• Background. This entry should show the process followed which led to the point where the proposed executive action is required. Where Cabinet approval has been specifically obtained for the action proposed by the Minute or Governor in Council approval has been obtained for a related action, this should be referenced with the relevant date, Cabinet decision number, and/or Executive Council Minute number.
    • Purpose and consequence. The objectives of government policy on the issue which has generated the proposal(s) should be canvassed as part of the 'Purpose'. The precise effects of the action(s) proposed should be included as 'consequence': for example, the exact duration of an appointment. A single paragraph is normally sufficient to relay adequate information for both. Caveats or restrictions on the effect of the action(s), such as sunset provisions or the term of appointment should be noted.
    • Has OQPC drafted the proposed subordinate legislation? (or) Has legal opinion been sought from the Crown Solicitor on the proposed instrument? The words 'Yes' or 'No' as applicable should be provided. If the answer is 'No', clarify why this is so and provide some indication of what alternative legal advice, if any, has been sought in relation to the instrument.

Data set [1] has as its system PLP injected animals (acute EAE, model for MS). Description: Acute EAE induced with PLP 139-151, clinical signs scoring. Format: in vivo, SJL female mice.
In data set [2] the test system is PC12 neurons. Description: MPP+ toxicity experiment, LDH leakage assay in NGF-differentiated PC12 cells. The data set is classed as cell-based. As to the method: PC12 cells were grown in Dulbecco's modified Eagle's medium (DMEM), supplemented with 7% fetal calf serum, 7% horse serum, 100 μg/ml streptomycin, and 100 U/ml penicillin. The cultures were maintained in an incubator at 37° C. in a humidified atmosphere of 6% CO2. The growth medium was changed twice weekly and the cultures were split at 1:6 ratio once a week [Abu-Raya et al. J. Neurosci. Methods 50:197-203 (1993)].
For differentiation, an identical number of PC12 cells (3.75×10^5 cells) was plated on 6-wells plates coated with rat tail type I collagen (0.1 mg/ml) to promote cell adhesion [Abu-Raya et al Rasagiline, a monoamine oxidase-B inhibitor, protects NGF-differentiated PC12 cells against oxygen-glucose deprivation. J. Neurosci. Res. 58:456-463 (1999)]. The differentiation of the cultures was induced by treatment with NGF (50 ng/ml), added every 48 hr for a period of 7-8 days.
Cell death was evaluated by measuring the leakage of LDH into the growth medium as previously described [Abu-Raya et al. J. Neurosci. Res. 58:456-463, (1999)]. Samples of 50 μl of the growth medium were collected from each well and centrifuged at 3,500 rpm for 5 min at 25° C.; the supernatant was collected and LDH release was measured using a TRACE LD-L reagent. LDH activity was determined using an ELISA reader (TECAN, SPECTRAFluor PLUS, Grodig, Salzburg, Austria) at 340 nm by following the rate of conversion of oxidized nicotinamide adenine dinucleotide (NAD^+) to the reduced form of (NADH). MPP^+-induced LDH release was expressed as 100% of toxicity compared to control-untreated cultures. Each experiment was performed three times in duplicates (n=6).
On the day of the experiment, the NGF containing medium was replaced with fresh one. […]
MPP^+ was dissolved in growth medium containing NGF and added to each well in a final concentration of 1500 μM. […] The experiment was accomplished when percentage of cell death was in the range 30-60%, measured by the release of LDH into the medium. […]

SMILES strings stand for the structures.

• Consultation. Show all other agencies and other parties consulted in relation to the proposed action(s). Where an affected or interested party has not been consulted, indicate why this is so.

    Where Departments are considering the disposal of Crown land, they must consult with other Departments (and especially the Department of Housing and Public Works and the Department of Natural Resources and Mines) to see whether the land could be used by other Departments or agencies within government. Crown land that has not previously been alienated may also be subject to claim under the Native Title Act 1993. Consultation with the Native Title Unit of the Department of Natural Resources and Mines is to be noted.

    In relation to subordinate legislation, Departments should consult the Regulatory Review Branch of Queensland Treasury and Trade as to the need for a Regulatory Impact Statement under the Statutory Instruments Act 1992. The advice provided by the Regulatory Review Branch should be summarised under the heading "Results of Consultation".

    • Results of consultation. If consultation has yielded consensus on the proposed action(s), this should be reported, for example: 'All parties consulted agree with the proposed [type of action, e.g. appointment]'. If there is some conflict, state the nature of the conflict and the rationale for proceeding with the proposed action(s) in spite of disagreement.
    • Signature of the Chief Executive and date. The signature block is aligned with the left margin.
    • Signature of the Minister and date. The signature block is aligned with the right margin. The Minister's normal signature block should be used, i.e. there is no requirement for pre and post nominal honorifics. Note: The Minute will not be accepted if the signatures are not dated.

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    Last updated:
    18 May, 2016
    Last reviewed:
    10 October, 2012